The Senate approved Wednesday on third and final reading two resolutions seeking to increase the base salary of military and uniformed personnel (MUP) starting January next year and calling for a review of the salary scheme of civilian personnel.
Senate Joint Resolution 11, introduced by Senate President Aquilino “Koko” Pimentel III, Panfilo Lacson, Gregorio Honasan II and Cynthia Villar, will increase the base pay of MUP.
Honasan, chairman of the Senate Committee on National Defense and Security and sponsor of the bill, said that once the joint resolution would be enacted into law, the base salary of all military and police personnel, including jail guards, firemen, coast guards and those under the National Mapping and Resource Information Authority and the Philippine Public Safety College would double.
“The President has repeatedly made promises of higher salaries to the military and the police personnel. In support of this commitment, this joint resolution, if enacted into law, would double the MUPs base pay,” Honasan said in his sponsorship speech.
He cited a Department of Budget and Management report which showed that the compensation package would result in an average increase of 58.7 percent for all MUPs.
A joint resolution, like a bill, requires the approval of both houses and the signature of the President. It has the force and effect of a law once approved by the President.
“Let me emphasized that under existing laws, the base pay schedule of military and uniformed personnel or the MUP was last increased eight years ago,” Honasan said.
He said that the increase in salary for MUPs would motivate those in active service to perform better and be more committed to the service. At the same time, he said, increase in compensation would encourage civilians to join the service, thereby improving the recruitment process and reinvigorating public service.
“Adjustments to the compensation of our military and uniformed personnel to make it commensurate to their role in security, public safety and order is long overdue,” Honasan said.
“Unlike other vocations, uniformed personnel experience almost daily, risks of losing their lives, physical injury or psychological trauma. Our uniformed personnel including their families give up personal comfort so that ordinary Filipino citizens may live in peace,” he said.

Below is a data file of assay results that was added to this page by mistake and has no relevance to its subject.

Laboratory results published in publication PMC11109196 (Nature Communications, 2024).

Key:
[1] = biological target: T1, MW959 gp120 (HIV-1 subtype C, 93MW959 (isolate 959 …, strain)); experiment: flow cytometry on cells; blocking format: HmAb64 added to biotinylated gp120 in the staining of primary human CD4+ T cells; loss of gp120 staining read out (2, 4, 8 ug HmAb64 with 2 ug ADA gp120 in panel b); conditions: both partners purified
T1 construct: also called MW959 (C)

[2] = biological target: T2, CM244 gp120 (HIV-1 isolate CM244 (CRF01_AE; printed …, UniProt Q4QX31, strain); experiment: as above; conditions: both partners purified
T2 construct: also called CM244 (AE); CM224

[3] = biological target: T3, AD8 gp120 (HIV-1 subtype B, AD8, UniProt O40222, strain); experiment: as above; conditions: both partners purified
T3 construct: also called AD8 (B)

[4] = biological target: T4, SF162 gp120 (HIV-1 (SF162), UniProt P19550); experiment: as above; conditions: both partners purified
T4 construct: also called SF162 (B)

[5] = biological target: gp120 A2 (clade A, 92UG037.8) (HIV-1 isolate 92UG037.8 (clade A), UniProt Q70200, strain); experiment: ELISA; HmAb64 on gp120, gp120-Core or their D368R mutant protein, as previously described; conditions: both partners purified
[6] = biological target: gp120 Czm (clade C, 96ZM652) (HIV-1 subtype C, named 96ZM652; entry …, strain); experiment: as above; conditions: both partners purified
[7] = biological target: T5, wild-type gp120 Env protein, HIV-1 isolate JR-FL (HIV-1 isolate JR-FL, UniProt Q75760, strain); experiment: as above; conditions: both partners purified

Meanwhile, the Senate also adopted Resolution No.575, authored by Senate Minority Leader Franklin M. Drilon and Senate Majority Leader Vicente Sotto III, to adjust the base pay of civilian personnel.
Drilon said the resolution sought to prevent the discrepancy and distortion in the salary structure of civilian personnel.
The resolution aims to bring the salary of civilian personnel closer to their military and uniformed personnel counterparts, whose base pay will be hiked starting 2018, as Drilon cautioned that the increase in the base pay of the MUP could distort the current pay structure in the government.
Drilon explained that as a result of the increase in the base pay of the uniformed personnel, the salary of entry-level personnel in the miltary would surpass the salaries currently received by some professionals in the bureaucracy including lawyers, nurses, teachers and doctors.
“The base pay for civilian personnel with salary grade 11 shall be raised to the same level of a private, Fire/Jail Officer I, Police Officer I, and Apprentice Seaman/Seaman Third Class provided under this Resolution,” Drilon said.
The resolution tasked the Department of Budget and Management to recompute and readjust the base pay of civilian personnel below and above salary grade 11 to bring the salary of civilian personnel closer to their military and uniformed personnel counterparts and eliminate overlaps in between salary grade allocations of government personnel to recognize differences in duties and responsibilities of the positions, Drilon said.
The new base pay rates for the civilian personnel shall take effect six months after the increase in the base pay of MUP takes effect, Drilon noted.